Patriarch of Constantinople Evaluates His Visit to Rome
Interview With Bartholomew I
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VATICAN CITY, JULY 2, 2004 (Zenit.org).- Ecumenical Patriarch Bartholomew I of Constantinople expressed his satisfaction about his visit and meetings John Paul II.
The patriarch's four-day visit, on the occasion of the solemnity of the Apostles Peter and Paul, served to commemorate the 40th anniversary of the meeting between Athenagoras I and Paul VI in Jerusalem, which gave a boost to dialogue between Orthodox and Catholics. The visit also helped to relaunch theological dialogue between these Churches.
Before leaving Rome today, Bartholomew I made this evaluation of his visit on Vatican Radio.
Q: What sentiments do you have after your meetings with John Paul II?
Bartholomew I: Optimal. This time I have met with His Holiness the Pope for a third time -- after 1995, when I made my official visit, and after 2002, when I came for the World Day of Prayer in Assisi. I can say, without underestimating my two previous visits, that this meeting has been more moving, more human and more fraternal.
I felt it especially on the conclusive day, when we met with the Pope again and signed the joint declaration and then had lunch together -- we had an agape together.
I was able to invite him to visit us in Istanbul: for him it would be the second occasion, after 1979, when he visited my predecessor, Patriarch Dimitrios I.
The Pope seemed very happy, according to the impression he gave me, to accept this invitation.
Of course, he has to speak with his collaborators, but his first reaction was positive. He was very joyful, very happy, and I even more so by the possibility to welcome him among us in Constantinople, first see of Orthodoxy, and be able to plan together our steps toward the future of our relations.
In regard to the content of our third meeting, I can say that it has been more of a spiritual than of a formal nature. I have this impression and, as I said in my homily in St. Peter's Square, at this time, at this stage, unity, efforts toward unity are a spiritual event, a prayer event.
This meeting between the Pope and my humble person has taken place in this atmosphere, in this spirit. Because of this, I return to my see very moved and happy and optimistic about the future of our relations.
Q: How do you see today, Holiness, the relations between Catholics and Orthodox, and what are your hopes for the future?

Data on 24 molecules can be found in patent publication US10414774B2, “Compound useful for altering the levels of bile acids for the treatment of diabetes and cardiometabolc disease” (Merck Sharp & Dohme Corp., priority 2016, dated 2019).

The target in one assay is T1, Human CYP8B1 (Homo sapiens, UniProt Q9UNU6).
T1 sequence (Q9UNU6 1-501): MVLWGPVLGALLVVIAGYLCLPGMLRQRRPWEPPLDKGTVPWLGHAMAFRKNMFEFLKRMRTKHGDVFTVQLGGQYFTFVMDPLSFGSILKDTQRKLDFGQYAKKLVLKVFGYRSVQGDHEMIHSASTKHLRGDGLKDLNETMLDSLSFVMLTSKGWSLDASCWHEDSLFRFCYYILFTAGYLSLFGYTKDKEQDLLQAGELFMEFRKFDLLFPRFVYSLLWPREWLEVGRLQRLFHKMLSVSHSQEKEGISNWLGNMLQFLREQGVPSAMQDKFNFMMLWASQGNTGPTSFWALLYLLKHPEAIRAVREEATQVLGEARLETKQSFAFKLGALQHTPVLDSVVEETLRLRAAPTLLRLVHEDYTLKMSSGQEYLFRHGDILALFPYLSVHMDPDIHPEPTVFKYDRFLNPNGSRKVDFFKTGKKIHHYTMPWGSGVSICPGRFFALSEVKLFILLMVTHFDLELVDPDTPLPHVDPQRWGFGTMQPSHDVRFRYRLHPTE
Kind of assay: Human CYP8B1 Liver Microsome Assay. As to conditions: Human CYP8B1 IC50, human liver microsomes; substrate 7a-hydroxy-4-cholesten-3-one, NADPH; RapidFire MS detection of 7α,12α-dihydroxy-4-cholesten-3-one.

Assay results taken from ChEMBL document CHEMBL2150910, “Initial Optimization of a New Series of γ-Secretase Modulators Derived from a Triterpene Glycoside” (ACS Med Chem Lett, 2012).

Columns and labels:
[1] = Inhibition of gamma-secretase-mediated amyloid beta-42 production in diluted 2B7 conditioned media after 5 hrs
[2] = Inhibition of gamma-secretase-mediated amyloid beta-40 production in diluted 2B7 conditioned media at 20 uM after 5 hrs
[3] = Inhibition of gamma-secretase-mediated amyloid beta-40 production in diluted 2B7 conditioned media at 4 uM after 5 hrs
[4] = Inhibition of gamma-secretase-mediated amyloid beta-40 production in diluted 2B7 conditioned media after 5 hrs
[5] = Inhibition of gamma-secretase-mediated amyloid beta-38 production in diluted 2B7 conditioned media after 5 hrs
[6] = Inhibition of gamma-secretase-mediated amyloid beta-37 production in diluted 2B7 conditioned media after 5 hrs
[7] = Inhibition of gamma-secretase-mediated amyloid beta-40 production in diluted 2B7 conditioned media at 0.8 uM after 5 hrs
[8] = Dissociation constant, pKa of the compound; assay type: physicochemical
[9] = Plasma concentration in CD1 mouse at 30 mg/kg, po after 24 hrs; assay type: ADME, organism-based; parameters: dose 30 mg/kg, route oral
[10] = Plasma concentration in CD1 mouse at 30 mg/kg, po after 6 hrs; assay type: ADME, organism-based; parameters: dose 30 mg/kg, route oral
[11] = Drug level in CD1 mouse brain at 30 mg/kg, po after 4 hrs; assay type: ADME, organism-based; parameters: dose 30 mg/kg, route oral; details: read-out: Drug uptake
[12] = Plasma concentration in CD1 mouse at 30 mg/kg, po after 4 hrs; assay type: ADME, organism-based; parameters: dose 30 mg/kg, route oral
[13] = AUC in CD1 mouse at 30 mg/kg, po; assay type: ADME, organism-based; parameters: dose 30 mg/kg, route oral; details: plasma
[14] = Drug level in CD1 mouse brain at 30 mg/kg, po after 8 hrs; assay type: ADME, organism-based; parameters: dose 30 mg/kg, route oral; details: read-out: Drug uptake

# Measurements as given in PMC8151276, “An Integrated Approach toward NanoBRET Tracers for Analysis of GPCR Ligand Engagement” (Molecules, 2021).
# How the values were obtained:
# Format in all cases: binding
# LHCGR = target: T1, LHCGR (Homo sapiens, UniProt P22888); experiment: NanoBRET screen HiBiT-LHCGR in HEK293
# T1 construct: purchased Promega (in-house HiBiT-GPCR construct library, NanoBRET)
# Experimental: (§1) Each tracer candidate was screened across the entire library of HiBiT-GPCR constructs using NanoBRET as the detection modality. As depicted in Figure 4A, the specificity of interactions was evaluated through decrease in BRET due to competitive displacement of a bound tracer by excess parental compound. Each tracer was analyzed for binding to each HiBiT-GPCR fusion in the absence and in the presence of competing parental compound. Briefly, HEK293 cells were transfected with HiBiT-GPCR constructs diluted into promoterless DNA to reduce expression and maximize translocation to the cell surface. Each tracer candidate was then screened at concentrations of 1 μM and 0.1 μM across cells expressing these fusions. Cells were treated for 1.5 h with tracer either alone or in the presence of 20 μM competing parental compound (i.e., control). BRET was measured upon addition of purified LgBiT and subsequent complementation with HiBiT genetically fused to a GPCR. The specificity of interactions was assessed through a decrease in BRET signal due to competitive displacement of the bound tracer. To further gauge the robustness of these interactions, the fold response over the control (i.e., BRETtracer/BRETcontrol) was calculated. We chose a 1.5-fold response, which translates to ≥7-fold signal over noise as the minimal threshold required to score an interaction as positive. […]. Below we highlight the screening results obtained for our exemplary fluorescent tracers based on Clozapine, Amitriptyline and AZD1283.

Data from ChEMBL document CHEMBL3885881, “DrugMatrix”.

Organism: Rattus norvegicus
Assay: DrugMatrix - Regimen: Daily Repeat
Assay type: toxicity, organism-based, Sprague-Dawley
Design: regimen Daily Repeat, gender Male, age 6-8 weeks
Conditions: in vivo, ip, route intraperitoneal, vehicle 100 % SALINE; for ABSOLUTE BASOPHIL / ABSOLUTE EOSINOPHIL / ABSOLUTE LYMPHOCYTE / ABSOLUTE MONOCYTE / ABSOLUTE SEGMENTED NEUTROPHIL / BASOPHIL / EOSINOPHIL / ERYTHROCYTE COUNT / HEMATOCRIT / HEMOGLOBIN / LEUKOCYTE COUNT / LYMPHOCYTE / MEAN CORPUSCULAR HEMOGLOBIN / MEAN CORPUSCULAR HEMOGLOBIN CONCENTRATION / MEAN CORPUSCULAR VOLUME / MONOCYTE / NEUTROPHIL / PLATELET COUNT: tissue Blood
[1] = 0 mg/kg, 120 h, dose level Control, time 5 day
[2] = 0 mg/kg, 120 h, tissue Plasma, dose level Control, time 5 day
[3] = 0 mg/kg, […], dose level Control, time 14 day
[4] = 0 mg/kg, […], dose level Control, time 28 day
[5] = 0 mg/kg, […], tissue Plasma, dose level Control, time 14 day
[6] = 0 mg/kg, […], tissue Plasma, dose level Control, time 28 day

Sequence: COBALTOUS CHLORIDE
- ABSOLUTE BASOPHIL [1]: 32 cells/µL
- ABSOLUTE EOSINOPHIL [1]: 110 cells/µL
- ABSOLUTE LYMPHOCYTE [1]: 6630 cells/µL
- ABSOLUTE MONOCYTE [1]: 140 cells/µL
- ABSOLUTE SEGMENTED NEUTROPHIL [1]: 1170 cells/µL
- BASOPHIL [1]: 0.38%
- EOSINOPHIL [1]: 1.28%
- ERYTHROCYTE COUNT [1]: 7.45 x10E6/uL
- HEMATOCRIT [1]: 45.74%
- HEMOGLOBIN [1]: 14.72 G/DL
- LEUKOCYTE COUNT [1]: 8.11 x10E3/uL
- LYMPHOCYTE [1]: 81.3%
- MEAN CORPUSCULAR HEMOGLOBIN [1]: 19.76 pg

Bartholomew I: The known difficulties still exist, but, without a doubt, on both sides there is the good will to go forward, to continue with the dialogue. There is the will not to interrupt the dialogue.
During our conversation with the Pope and during our conversations with the Pontifical Council for Promoting Christian Unity, we have again stressed our decision to find ways and means to renew the theological dialogue, which has gone through a crisis, so to speak, after the meeting in Baltimore.
Now we have spoken with Cardinal Walter Kasper, president of the Council for Christian Unity, and with his collaborators, and we have established some points, some methods to be able to come out of the present difficulties and continue with the dialogue.
Dialogue is the only possibility that is given to us to be able to resolve the problems that still exist between us. There is friendship, fraternity, as well as the decision to go forward and to improve relations.
It is necessary to discuss in-depth on the primacy of the Bishop of Rome, infallibility, the position of the Bishop of Rome in the structure of the Christian Church in its ensemble, as the most difficult points in our relations are there, which continue to impede full communion, participation in the same chalice.
Q: Of what significance was the inauguration of the Church of St. Theodore for the Orthodox community of Rome?
Bartholomew I: As His Holiness the Pope said during our luncheon, it has been a concrete gesture of friendship and fraternity between our Churches. Naturally, I give thanks, to him and to the venerated Church of Rome.
I told him that gestures of this nature are an essential contribution to our dialogue, as they show that we don't limit ourselves to words but that we also proceed with courageous, symbolic acts full of meaning and importance.
When we "inaugurated" -- so to speak -- officially the Church of St. Theodore on the Palatine Hill, the people, that is to say, the Orthodox -- but also the Catholics who were participating in the ceremony -- were enthusiastic.
Two cardinals were present, together with other Catholic prelates. And they shared our joy. I thanked His Holiness the Pope officially and the Church of Rome.
In the future, the sacred Greek-Orthodox Archdiocese here in Italy, which will have at its disposal this church as symbol of friendship and fraternity, will be witness of this spiritual bond that unites us in a particular way here in the Eternal City.
I think this gesture of His Holiness the Pope will be very appreciated beyond the ecumenical patriarchate and this archdiocese. It will be appreciated by the whole of Orthodoxy and be an example to imitate in ecumenical relations, as it manifests concretely good will and fraternity "in nomine Domini."